Hampshire & Isle of Wight

Winchester cancer waiting list man 'failed'

Gary Akehurst
Image caption Mr Akehurst said doctors had been "reluctant" to talk about a date for his operation

A man with aggressive prostate cancer says the NHS has failed him by making him wait five months for surgery.

Gary Akehurst, 60, from Winchester, needs potentially life-saving treatment to remove the prostate before the cancer spreads.

He said: "If only one or two cancer cells penetrate the prostate into the surrounding tissues then I've had it."

The trust at the University Hospital Southampton said heavy demand meant it was hiring more consultants.

Jim Davies, chairman of the Prostate Cancer Support Organisation's Dorset branch, said the waiting times had become typical in the region.

He added: "I'm on a helpline and I get lots of phone calls from different men thinking they're the only men being treated this way.

"A picture starts to emerge and it's much more common than one realises."

'Reticent and reluctant'

Mr Akehurst first saw his Winchester GP in May.

He said cancer was not suspected which meant he was not referred to a specialist within a recommended two-week window.

Instead he saw a consultant two months later and had a biopsy at the end of July.

He was eventually put forward for surgery in Southampton in September, but the hospital is only carrying out the necessary operations once a week. Mr Akehurst is eighth on the waiting list.

He said: "People have been reticent and reluctant, particularly to talk about when [the operation will take place] and that I find disturbing.

"I've been working since 1969, I've paid my taxes and I've tried to be a good citizen, and this is the very first time that I've gone to the NHS with something major.

"I think because the NHS is our NHS, the people's NHS, you expect a bit better."

Image caption Treatments for prostate cancer include removal of the prostate (top, centre)

University Hospital Southampton NHS Foundation Trust said: "We are currently experiencing heavy demand on our urological cancer service and have to prioritise cases based on clinical need, but we do understand it is distressing for any patient awaiting surgery and urge Mr Akehurst to contact us via our patient advice and liaison service so we can discuss his concerns directly.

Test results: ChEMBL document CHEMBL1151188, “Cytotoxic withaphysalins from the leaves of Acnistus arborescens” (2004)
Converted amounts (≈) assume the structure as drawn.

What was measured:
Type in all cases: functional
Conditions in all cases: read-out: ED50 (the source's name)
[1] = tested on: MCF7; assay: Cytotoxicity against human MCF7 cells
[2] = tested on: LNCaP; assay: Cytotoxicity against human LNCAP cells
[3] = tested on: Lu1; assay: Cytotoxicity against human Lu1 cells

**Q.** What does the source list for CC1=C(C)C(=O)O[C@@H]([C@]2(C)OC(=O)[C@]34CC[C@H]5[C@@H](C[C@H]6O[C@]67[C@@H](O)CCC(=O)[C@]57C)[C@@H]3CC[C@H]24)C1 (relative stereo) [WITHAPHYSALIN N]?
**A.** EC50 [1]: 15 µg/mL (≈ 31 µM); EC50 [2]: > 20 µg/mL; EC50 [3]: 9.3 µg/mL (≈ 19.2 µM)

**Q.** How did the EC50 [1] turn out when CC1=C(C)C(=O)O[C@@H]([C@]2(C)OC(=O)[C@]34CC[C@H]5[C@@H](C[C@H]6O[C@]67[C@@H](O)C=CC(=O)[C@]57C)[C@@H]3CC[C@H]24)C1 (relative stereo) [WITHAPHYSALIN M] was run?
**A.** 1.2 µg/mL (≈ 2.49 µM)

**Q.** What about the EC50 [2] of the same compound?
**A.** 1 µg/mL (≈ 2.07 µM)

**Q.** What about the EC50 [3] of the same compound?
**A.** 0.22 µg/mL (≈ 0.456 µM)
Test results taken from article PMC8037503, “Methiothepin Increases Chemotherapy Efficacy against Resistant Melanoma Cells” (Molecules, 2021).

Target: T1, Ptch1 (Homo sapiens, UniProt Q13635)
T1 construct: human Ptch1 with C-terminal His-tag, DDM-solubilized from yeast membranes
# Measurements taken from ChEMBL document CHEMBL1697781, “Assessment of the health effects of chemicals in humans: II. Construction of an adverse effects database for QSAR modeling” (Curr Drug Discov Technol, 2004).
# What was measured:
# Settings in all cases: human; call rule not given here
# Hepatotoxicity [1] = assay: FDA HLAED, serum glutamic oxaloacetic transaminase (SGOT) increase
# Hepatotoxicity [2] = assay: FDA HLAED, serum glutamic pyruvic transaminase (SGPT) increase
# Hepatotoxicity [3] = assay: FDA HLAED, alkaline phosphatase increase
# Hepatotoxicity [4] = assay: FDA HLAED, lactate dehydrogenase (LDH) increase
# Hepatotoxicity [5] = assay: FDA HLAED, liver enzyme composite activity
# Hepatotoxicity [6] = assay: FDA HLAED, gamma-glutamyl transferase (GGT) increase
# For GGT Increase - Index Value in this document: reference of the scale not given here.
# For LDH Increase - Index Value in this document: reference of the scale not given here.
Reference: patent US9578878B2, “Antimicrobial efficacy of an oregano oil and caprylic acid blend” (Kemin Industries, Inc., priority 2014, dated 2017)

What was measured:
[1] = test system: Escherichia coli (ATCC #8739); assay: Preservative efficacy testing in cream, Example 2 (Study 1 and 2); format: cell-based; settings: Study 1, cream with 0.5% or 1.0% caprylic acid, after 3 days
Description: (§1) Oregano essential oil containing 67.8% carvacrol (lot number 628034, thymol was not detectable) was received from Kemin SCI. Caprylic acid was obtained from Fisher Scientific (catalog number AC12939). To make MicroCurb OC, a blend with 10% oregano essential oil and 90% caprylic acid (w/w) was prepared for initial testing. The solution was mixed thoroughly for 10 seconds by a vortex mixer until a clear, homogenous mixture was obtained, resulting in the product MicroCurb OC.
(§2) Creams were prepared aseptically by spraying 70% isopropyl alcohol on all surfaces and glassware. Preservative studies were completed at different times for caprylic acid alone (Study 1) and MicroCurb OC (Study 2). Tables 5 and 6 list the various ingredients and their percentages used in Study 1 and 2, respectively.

"We are taking steps to manage the increase in activity levels and are in the process of recruiting two additional consultants to provide extra capacity for all surgical procedures within urology."

Winchester and Eastleigh Healthcare NHS Trust said it was satisfied Mr Akehurst had received care in "an appropriately timely manner".

It added: "Following a routine referral from his GP Mr Akehurst was given an appointment within the timeframe set out by the Department of Health and subsequent consultations and procedures were carried out as quickly as possible given that both patient and consultant were on holiday in the interim."

The NHS says 10,000 men die from prostate cancer every year in the UK. It says that prostate cancer can usually be cured if it is treated in its early stages.

It says: "If the cancer spreads from the prostate to other parts of the body (metastasis), typically the bones, it cannot be cured and treatment is focused on prolonging life and relieving symptoms."

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